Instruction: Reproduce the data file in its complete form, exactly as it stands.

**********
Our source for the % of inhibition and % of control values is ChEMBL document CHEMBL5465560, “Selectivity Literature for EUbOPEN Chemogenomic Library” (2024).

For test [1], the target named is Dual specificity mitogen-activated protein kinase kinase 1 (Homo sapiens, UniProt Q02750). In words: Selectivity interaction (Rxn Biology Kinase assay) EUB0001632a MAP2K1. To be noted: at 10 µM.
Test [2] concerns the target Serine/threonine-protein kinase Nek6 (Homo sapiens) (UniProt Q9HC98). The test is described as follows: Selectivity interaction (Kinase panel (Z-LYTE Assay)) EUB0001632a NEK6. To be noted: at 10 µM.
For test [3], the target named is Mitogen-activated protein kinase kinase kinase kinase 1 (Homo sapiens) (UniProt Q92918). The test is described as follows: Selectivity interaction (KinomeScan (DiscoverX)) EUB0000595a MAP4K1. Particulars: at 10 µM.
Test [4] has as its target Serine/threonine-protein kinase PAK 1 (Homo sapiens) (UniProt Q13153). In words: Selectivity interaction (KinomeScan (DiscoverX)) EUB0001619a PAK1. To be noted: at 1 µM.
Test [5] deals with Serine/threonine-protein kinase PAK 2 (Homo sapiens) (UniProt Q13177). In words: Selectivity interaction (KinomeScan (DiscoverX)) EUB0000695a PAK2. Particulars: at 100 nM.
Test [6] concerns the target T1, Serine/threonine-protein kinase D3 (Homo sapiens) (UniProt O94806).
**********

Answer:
Our source for the % of inhibition and % of control values is ChEMBL document CHEMBL5465560, “Selectivity Literature for EUbOPEN Chemogenomic Library” (2024).

For test [1], the target named is Dual specificity mitogen-activated protein kinase kinase 1 (Homo sapiens, UniProt Q02750). In words: Selectivity interaction (Rxn Biology Kinase assay) EUB0001632a MAP2K1. To be noted: at 10 µM.
Test [2] concerns the target Serine/threonine-protein kinase Nek6 (Homo sapiens) (UniProt Q9HC98). The test is described as follows: Selectivity interaction (Kinase panel (Z-LYTE Assay)) EUB0001632a NEK6. To be noted: at 10 µM.
For test [3], the target named is Mitogen-activated protein kinase kinase kinase kinase 1 (Homo sapiens) (UniProt Q92918). The test is described as follows: Selectivity interaction (KinomeScan (DiscoverX)) EUB0000595a MAP4K1. Particulars: at 10 µM.
Test [4] has as its target Serine/threonine-protein kinase PAK 1 (Homo sapiens) (UniProt Q13153). In words: Selectivity interaction (KinomeScan (DiscoverX)) EUB0001619a PAK1. To be noted: at 1 µM.
Test [5] deals with Serine/threonine-protein kinase PAK 2 (Homo sapiens) (UniProt Q13177). In words: Selectivity interaction (KinomeScan (DiscoverX)) EUB0000695a PAK2. Particulars: at 100 nM.
Test [6] concerns the target T1, Serine/threonine-protein kinase D3 (Homo sapiens) (UniProt O94806).